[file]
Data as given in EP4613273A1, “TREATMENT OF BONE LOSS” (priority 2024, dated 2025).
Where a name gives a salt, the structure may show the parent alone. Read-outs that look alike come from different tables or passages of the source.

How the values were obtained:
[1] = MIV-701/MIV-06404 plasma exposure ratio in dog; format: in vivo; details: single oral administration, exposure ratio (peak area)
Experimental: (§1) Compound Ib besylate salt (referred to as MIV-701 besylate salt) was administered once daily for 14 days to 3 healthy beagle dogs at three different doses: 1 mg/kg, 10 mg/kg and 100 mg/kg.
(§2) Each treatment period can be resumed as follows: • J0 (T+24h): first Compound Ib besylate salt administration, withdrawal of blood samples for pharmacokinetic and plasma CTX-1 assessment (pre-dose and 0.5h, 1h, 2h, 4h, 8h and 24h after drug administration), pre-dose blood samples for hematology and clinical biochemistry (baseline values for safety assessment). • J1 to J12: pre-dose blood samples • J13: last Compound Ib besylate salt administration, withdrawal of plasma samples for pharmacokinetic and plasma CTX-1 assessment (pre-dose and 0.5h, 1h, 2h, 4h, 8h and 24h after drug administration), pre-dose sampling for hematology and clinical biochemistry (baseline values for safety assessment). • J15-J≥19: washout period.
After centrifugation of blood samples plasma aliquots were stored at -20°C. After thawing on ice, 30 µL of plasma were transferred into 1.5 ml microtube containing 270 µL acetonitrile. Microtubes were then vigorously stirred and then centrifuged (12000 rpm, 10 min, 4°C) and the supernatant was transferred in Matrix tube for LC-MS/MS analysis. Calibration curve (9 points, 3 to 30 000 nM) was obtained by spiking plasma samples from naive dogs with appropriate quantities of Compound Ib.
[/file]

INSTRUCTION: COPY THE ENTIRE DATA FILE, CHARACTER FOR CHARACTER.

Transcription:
Data as given in EP4613273A1, “TREATMENT OF BONE LOSS” (priority 2024, dated 2025).
Where a name gives a salt, the structure may show the parent alone. Read-outs that look alike come from different tables or passages of the source.

How the values were obtained:
[1] = MIV-701/MIV-06404 plasma exposure ratio in dog; format: in vivo; details: single oral administration, exposure ratio (peak area)
Experimental: (§1) Compound Ib besylate salt (referred to as MIV-701 besylate salt) was administered once daily for 14 days to 3 healthy beagle dogs at three different doses: 1 mg/kg, 10 mg/kg and 100 mg/kg.
(§2) Each treatment period can be resumed as follows: • J0 (T+24h): first Compound Ib besylate salt administration, withdrawal of blood samples for pharmacokinetic and plasma CTX-1 assessment (pre-dose and 0.5h, 1h, 2h, 4h, 8h and 24h after drug administration), pre-dose blood samples for hematology and clinical biochemistry (baseline values for safety assessment). • J1 to J12: pre-dose blood samples • J13: last Compound Ib besylate salt administration, withdrawal of plasma samples for pharmacokinetic and plasma CTX-1 assessment (pre-dose and 0.5h, 1h, 2h, 4h, 8h and 24h after drug administration), pre-dose sampling for hematology and clinical biochemistry (baseline values for safety assessment). • J15-J≥19: washout period.
After centrifugation of blood samples plasma aliquots were stored at -20°C. After thawing on ice, 30 µL of plasma were transferred into 1.5 ml microtube containing 270 µL acetonitrile. Microtubes were then vigorously stirred and then centrifuged (12000 rpm, 10 min, 4°C) and the supernatant was transferred in Matrix tube for LC-MS/MS analysis. Calibration curve (9 points, 3 to 30 000 nM) was obtained by spiking plasma samples from naive dogs with appropriate quantities of Compound Ib.